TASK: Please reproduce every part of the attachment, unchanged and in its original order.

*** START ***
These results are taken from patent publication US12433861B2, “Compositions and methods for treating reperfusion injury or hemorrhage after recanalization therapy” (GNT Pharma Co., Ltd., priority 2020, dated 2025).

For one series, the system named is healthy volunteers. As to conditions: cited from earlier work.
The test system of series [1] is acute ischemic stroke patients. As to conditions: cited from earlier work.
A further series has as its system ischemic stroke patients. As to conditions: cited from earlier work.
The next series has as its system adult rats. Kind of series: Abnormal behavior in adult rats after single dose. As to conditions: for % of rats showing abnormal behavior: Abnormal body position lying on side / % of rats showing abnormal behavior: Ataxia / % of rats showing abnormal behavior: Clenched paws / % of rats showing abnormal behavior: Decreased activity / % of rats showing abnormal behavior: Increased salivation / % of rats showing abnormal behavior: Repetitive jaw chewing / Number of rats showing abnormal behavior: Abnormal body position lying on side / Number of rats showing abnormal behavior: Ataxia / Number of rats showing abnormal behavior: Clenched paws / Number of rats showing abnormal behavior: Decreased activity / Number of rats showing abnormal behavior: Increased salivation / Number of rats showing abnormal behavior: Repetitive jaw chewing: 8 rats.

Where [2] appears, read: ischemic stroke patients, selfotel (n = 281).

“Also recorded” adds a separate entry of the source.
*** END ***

These results are taken from patent publication US12433861B2, “Compositions and methods for treating reperfusion injury or hemorrhage after recanalization therapy” (GNT Pharma Co., Ltd., priority 2020, dated 2025).

For one series, the system named is healthy volunteers. As to conditions: cited from earlier work.
The test system of series [1] is acute ischemic stroke patients. As to conditions: cited from earlier work.
A further series has as its system ischemic stroke patients. As to conditions: cited from earlier work.
The next series has as its system adult rats. Kind of series: Abnormal behavior in adult rats after single dose. As to conditions: for % of rats showing abnormal behavior: Abnormal body position lying on side / % of rats showing abnormal behavior: Ataxia / % of rats showing abnormal behavior: Clenched paws / % of rats showing abnormal behavior: Decreased activity / % of rats showing abnormal behavior: Increased salivation / % of rats showing abnormal behavior: Repetitive jaw chewing / Number of rats showing abnormal behavior: Abnormal body position lying on side / Number of rats showing abnormal behavior: Ataxia / Number of rats showing abnormal behavior: Clenched paws / Number of rats showing abnormal behavior: Decreased activity / Number of rats showing abnormal behavior: Increased salivation / Number of rats showing abnormal behavior: Repetitive jaw chewing: 8 rats.

Where [2] appears, read: ischemic stroke patients, selfotel (n = 281).

“Also recorded” adds a separate entry of the source.